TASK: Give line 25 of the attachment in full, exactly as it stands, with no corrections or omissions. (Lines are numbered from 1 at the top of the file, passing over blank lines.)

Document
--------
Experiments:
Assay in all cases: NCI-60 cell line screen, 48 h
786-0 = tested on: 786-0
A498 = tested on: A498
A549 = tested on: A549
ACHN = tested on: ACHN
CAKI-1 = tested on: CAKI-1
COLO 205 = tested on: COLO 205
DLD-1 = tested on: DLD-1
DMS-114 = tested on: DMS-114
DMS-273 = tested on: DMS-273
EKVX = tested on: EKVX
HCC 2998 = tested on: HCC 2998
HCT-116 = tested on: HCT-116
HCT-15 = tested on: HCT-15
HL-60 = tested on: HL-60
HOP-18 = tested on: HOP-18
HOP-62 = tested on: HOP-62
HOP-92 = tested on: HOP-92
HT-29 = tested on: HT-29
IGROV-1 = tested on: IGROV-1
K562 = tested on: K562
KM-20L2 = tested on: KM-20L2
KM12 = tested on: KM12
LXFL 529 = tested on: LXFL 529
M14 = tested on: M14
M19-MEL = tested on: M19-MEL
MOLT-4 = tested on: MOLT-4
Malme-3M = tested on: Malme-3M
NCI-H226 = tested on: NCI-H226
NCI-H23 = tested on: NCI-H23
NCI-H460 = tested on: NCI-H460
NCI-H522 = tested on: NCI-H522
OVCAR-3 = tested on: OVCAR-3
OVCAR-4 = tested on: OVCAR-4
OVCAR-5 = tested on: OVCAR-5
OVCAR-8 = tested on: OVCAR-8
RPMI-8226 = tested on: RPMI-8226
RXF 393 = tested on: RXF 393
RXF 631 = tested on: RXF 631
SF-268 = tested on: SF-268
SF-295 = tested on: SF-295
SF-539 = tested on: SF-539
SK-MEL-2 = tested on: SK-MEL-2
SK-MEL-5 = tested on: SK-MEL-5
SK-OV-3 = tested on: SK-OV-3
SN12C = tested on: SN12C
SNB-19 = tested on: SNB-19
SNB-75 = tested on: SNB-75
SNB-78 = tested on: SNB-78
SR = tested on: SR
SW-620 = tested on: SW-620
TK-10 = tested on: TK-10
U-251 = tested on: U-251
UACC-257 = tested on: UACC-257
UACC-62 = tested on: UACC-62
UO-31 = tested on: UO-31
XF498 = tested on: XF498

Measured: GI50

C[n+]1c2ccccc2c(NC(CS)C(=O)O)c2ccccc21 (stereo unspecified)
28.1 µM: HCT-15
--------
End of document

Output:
LXFL 529 = tested on: LXFL 529